19 Feb New Colorado law will add transparency measures for pet stores
Updated April 22, 2021
A new Colorado law will add transparency around the pricing and background of animals sold in pet stores that sell dogs or cats. HB21-1102, Consumer Protection for Dog and Cat Purchasers, is headed to Governor Polis’ desk to be signed into law.
The bill creates the “Pet Store Consumer Protection Act,” which requires pet stores that sell dogs and cats to transparently share specific information about dogs and cats that are for sale. The bill was introduced in the House of Representatives on February 16.
When the bill was originally introduced in the House of Representatives, it included a ban on licenses for new pet stores looking to sell dogs and cats. The bill was since revised to only include a pet sale transparency component after facing steep opposition and concerns about its impact on small businesses.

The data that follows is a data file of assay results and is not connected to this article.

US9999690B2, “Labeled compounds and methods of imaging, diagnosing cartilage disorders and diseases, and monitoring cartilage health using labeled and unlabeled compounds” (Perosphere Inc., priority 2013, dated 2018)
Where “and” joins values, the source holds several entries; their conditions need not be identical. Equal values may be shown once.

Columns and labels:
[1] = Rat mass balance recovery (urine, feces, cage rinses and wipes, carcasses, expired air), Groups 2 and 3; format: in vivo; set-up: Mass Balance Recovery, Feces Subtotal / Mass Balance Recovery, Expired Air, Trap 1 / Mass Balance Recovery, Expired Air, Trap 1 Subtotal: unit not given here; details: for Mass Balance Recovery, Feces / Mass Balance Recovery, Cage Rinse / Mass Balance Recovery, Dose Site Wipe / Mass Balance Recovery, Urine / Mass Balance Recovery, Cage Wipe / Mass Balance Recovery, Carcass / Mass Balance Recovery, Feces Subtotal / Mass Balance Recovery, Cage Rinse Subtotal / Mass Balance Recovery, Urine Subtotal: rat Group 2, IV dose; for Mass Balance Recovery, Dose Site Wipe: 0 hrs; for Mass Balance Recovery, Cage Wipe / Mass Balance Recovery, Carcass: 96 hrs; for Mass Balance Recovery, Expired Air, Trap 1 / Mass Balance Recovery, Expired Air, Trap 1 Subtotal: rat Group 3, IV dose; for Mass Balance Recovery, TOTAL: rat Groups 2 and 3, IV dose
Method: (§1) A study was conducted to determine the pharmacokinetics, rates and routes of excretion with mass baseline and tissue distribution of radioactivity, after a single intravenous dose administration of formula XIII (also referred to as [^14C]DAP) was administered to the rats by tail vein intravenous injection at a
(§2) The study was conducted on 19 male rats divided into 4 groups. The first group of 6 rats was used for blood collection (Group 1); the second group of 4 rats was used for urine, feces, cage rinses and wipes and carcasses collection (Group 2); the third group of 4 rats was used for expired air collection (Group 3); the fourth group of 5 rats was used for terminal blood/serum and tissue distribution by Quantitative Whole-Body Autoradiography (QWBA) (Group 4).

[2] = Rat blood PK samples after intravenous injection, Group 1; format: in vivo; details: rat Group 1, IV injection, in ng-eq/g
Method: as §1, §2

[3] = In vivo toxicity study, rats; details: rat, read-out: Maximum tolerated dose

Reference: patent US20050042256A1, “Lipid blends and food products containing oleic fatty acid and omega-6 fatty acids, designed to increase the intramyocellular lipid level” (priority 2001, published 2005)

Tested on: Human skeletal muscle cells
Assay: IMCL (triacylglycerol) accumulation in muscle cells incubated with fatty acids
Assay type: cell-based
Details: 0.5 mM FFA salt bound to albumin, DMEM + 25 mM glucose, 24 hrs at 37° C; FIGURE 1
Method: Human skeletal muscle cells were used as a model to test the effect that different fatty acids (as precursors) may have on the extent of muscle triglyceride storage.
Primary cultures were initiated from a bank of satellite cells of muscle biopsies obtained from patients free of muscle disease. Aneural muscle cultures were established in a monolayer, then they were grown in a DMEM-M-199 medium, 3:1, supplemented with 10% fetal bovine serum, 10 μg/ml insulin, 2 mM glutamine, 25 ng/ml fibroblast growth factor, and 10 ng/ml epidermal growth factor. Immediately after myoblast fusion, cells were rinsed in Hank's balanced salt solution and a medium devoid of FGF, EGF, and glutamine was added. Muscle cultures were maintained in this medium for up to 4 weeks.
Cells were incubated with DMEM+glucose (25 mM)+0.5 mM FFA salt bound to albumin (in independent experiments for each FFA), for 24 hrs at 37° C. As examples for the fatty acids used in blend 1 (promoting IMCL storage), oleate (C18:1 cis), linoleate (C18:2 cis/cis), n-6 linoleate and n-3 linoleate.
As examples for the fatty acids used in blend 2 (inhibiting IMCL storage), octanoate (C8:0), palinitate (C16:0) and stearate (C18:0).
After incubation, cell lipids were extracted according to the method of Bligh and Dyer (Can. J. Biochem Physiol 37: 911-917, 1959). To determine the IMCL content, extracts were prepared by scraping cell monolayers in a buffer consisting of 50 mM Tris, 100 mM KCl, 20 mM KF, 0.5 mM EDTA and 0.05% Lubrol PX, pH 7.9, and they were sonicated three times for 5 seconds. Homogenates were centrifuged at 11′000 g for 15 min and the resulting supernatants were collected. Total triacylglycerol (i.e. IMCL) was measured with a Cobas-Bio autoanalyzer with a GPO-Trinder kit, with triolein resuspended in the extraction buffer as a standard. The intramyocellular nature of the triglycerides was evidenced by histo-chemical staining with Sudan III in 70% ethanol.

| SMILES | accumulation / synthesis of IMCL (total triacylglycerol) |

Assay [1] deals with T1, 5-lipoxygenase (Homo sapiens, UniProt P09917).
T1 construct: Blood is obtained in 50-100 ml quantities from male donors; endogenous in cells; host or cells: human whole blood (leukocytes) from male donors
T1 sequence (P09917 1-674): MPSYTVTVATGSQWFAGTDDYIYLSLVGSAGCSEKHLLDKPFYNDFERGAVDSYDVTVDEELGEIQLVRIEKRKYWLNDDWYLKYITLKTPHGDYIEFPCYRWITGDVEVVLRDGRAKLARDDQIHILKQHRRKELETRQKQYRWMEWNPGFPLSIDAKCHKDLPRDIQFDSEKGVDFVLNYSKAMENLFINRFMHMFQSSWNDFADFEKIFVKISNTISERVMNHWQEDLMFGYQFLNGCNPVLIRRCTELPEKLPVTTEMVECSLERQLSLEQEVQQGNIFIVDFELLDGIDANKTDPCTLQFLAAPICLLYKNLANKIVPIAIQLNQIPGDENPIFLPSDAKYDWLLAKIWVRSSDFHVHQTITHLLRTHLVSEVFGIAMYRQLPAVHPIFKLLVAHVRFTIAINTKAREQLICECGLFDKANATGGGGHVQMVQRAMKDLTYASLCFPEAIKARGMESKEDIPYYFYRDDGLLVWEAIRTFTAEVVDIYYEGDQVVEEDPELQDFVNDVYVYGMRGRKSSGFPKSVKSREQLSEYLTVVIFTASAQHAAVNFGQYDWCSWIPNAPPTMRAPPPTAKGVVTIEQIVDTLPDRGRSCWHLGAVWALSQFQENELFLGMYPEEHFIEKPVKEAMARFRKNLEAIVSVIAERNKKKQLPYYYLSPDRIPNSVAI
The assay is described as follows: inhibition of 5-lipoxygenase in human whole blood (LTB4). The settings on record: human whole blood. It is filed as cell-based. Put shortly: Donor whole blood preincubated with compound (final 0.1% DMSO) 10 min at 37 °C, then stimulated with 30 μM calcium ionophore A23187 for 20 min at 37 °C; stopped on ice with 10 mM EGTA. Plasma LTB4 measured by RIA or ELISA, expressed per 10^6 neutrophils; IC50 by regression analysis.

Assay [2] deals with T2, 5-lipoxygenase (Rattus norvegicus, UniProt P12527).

The bill requires each pet store licensed to sell or offer to sell dogs or cats that continues to sell or offer to sell dogs or cats to:
- Include on all advertisements, including website postings, the purchase price of the dog or cat and any applicable federal or state license numbers for the breeder of the dog or cat;
- Post on the enclosure of each dog or cat the purchase price of the dog or cat and certain information on the dog’s or cat’s breeder; and
- Make certain written disclosures to a prospective consumer prior to selling a dog or cat.
The bill’s sponsors include Representative Monica Duran, Representative Matt Soper, and Senator Sonya Jaquez Lewis. A previous version of this bill (HB20-1084 Requirements for Dog and Cat Breeders and Sellers) was introduced in the legislature in 2020 prior to the COVID-19 recess.
CVMA tracked this bill and took a position of “monitor” on the legislation.